A classic pitching duel between Gio Gonzalez and Tim Hudson led to a confrontation between two bullpens, and the Braves — the team that didn’t need seven innings of relief the night before — out-flanked them.
“Well, that was a tough one,” Manager Davey Johnson said, echoing a familiar refrain. “We had our chances. It’s frustrating.”
Rather than winning their fourth straight game against the Braves, winning the series with a game to go and slashing the NL East lead to 31
2 games, the Nationals absorbed a deflating loss hours after they placed Bryce Harper on the disabled list.
The game ended when Rodriguez, typically too flammable to use any time other than in blowouts, could not hold the Braves in the 10th. Evan Gattis walked on four pitches to lead off the inning. “You can’t walk people,” Johnson said. “He didn’t come close to the first guy.”
The Braves gave Rodriguez an out when Ramiro Pena popped up a sac bunt, and then pinch runner Jordan Schafer stole second with Kurt Suzuki not even bothering to throw.
“In that situation, I focus on the hitter and don’t worry about the runner,” Rodriguez said. “In that situation, tie game, I worry about the hitter. I want to do everything perfect.”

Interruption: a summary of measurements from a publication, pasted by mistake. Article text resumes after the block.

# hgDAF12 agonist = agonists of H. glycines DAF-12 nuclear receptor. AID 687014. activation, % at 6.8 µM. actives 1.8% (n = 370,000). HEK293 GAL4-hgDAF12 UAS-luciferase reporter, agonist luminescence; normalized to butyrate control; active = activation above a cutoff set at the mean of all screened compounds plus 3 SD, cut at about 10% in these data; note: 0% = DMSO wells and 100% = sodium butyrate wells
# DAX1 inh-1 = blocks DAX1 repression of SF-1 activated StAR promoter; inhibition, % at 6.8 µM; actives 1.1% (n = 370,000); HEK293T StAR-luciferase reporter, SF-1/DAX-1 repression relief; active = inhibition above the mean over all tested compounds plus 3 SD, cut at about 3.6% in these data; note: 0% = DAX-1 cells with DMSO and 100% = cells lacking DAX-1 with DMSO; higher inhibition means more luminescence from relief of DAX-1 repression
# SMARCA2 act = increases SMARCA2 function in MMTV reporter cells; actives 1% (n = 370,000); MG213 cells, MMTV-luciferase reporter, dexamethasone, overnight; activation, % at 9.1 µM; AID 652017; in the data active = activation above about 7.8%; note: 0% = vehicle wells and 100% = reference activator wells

Rodriguez, who was walking an astronomical 7.1 batters per nine innings coming in, walked Dan Uggla, anyway. With one out, Upton flared a single into shallow right field. Roger Bernadina charged and fired an on-target, one-hop throw to the plate. Schafer dove in head first, a tick before Suzuki’s tag. The Braves dog-piled on Upton, a $75 million free agent who had entered the night hitting .145.
“It was right where I wanted it,” Rodriguez said. “He got lucky. He got me.”
The Nationals had lost the game in the ninth.
Kimbrel, dominant against the Nationals, entered to pitch the ninth with the score tied at 1. Ryan Zimmerman’s broken-bat single and Adam LaRoche’s double to the gap put runners on second and third in with no outs. But that was still Kimbrel out on the mound, and that was still the Nationals’ scuffling offense.
“All we had to do was the put the ball in play,” Johnson said. “A little sac fly.”
Kimbrel fed Ian Desmond a slider inside, the best pitch Desmond saw to hit, but the shortstop fouled it off. “He was trying to go the other way, and he jammed himself,” Johnson said. Kimbrel struck out Desmond looking at a 2-2 fastball.